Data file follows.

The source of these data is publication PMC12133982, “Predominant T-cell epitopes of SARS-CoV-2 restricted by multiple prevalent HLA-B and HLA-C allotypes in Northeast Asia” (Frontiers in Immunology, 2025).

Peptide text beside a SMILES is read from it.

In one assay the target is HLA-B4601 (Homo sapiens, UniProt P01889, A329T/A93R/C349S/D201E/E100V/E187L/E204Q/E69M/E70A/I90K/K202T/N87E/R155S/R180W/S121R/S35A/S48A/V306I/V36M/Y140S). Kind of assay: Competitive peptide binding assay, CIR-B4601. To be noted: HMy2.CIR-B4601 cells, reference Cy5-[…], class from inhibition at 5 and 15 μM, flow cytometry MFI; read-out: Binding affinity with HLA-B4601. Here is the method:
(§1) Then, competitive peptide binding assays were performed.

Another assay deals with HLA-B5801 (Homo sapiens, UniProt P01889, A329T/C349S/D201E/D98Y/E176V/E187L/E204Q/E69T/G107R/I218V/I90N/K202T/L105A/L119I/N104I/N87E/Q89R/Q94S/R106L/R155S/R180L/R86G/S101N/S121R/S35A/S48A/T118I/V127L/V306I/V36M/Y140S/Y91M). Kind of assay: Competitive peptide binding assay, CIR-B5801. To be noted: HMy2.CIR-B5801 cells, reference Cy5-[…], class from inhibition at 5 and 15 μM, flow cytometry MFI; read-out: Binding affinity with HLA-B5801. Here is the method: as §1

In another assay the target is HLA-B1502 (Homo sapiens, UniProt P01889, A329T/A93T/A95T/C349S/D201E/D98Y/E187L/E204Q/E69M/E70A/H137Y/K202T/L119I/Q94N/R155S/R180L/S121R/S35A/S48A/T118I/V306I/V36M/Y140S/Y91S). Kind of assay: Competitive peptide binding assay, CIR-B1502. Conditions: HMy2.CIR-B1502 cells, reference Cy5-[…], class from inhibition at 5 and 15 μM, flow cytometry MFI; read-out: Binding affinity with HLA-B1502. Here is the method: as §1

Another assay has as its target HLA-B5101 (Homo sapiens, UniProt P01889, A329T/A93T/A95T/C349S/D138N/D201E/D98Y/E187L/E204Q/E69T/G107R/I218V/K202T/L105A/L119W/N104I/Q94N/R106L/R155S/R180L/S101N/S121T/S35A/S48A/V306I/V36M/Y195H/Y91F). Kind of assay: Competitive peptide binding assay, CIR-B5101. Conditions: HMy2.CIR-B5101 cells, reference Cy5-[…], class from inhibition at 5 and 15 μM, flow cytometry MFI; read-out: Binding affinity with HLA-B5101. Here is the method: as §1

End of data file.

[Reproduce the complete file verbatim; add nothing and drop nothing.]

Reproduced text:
The source of these data is publication PMC12133982, “Predominant T-cell epitopes of SARS-CoV-2 restricted by multiple prevalent HLA-B and HLA-C allotypes in Northeast Asia” (Frontiers in Immunology, 2025).

Peptide text beside a SMILES is read from it.

In one assay the target is HLA-B4601 (Homo sapiens, UniProt P01889, A329T/A93R/C349S/D201E/E100V/E187L/E204Q/E69M/E70A/I90K/K202T/N87E/R155S/R180W/S121R/S35A/S48A/V306I/V36M/Y140S). Kind of assay: Competitive peptide binding assay, CIR-B4601. To be noted: HMy2.CIR-B4601 cells, reference Cy5-[…], class from inhibition at 5 and 15 μM, flow cytometry MFI; read-out: Binding affinity with HLA-B4601. Here is the method:
(§1) Then, competitive peptide binding assays were performed.

Another assay deals with HLA-B5801 (Homo sapiens, UniProt P01889, A329T/C349S/D201E/D98Y/E176V/E187L/E204Q/E69T/G107R/I218V/I90N/K202T/L105A/L119I/N104I/N87E/Q89R/Q94S/R106L/R155S/R180L/R86G/S101N/S121R/S35A/S48A/T118I/V127L/V306I/V36M/Y140S/Y91M). Kind of assay: Competitive peptide binding assay, CIR-B5801. To be noted: HMy2.CIR-B5801 cells, reference Cy5-[…], class from inhibition at 5 and 15 μM, flow cytometry MFI; read-out: Binding affinity with HLA-B5801. Here is the method: as §1

In another assay the target is HLA-B1502 (Homo sapiens, UniProt P01889, A329T/A93T/A95T/C349S/D201E/D98Y/E187L/E204Q/E69M/E70A/H137Y/K202T/L119I/Q94N/R155S/R180L/S121R/S35A/S48A/T118I/V306I/V36M/Y140S/Y91S). Kind of assay: Competitive peptide binding assay, CIR-B1502. Conditions: HMy2.CIR-B1502 cells, reference Cy5-[…], class from inhibition at 5 and 15 μM, flow cytometry MFI; read-out: Binding affinity with HLA-B1502. Here is the method: as §1

Another assay has as its target HLA-B5101 (Homo sapiens, UniProt P01889, A329T/A93T/A95T/C349S/D138N/D201E/D98Y/E187L/E204Q/E69T/G107R/I218V/K202T/L105A/L119W/N104I/Q94N/R106L/R155S/R180L/S101N/S121T/S35A/S48A/V306I/V36M/Y195H/Y91F). Kind of assay: Competitive peptide binding assay, CIR-B5101. Conditions: HMy2.CIR-B5101 cells, reference Cy5-[…], class from inhibition at 5 and 15 μM, flow cytometry MFI; read-out: Binding affinity with HLA-B5101. Here is the method: as §1